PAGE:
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Do I have to stop what I’m doing with my injury: gym/exercise/training?

Having an injury or some debilitating bodily ailment can be deflating at times when we think about our gym, training and exercise goals. It can derail our progress and make the road to our exercise and fitness goals that much longer.

In the short term, your exercise, training or gym movements might need to be modified or adapted based on your limitations with movement and pain. So in essence in some circumstances you might need to change the type of exercise you focus on altogether, while in other instances the exercise could be modified to facilitate your recovery from injury and not impede it. This will be up to the discretion of your physio or health practitioner. A good physio will try and keep you as active and doing as much of your everyday exercises and training within the confines that your injury recovery allows. After all, the priority at present is so the body can heal from injury.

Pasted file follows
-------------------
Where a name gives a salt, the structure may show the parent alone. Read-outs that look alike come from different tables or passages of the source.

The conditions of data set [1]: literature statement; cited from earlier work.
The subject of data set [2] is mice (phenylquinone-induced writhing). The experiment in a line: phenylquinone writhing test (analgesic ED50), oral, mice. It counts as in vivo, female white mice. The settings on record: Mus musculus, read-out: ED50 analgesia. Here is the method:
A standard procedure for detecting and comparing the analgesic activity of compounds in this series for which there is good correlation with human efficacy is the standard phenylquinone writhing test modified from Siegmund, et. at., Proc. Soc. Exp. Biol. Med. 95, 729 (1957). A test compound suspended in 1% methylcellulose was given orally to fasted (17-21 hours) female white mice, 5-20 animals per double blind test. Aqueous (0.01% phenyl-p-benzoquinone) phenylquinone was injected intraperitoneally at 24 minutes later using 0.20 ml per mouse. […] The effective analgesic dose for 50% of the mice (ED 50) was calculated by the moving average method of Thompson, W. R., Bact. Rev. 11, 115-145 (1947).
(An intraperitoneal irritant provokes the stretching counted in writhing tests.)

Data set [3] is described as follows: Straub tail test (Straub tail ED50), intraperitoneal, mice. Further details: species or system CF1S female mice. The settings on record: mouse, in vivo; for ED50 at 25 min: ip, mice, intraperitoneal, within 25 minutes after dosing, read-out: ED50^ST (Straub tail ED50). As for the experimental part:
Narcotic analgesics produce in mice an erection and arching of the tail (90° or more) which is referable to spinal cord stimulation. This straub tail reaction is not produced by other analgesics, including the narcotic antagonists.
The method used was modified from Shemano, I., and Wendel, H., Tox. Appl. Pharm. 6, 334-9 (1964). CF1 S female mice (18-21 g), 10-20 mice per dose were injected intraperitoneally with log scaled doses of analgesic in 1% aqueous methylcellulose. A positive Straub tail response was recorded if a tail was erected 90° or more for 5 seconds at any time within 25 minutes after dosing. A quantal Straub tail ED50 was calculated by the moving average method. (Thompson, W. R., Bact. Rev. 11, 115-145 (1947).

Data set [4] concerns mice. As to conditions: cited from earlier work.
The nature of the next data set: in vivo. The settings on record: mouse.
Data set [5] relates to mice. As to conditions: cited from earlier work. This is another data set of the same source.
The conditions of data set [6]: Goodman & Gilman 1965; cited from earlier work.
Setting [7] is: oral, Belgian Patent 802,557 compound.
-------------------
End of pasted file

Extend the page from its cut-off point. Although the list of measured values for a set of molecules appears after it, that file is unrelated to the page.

A good example of this would be using machines in the gym if you have a shoulder injury where stability is not a key component of the exercise. We might also use the leg press and seated knee extension machines initially for someone with lower back pain while squatting or even give them box squats to limit their range of movement. That is until we can strengthen up their lower back and get them back to squatting to full depth.

Often, exercise, gym and training can be incorporated as part of your rehabilitation program. Exercise is the cornerstone in empowering clients and patients in taking charge of their rehab and conducting it independently putting them in the driver seat of their injury recovery process. The saying is: “exercise is medicine” and this rings true when it comes to proactive ways that clients can get to the other side of the hill in terms of their recovery.

Having said that, we shouldn’t avoid exercise or training forever and there should be some goal or timeline outlined where we can expect to return to our everyday exercise and training regime at our pre-injury levels. It would be wrong to say that we couldn’t do something forever, particularly something you love doing or that is a passion of yours. If you are unsure about when you might return to your chosen sport, gym, training or exercise routine speak to your physio and enquire about when this might occur.

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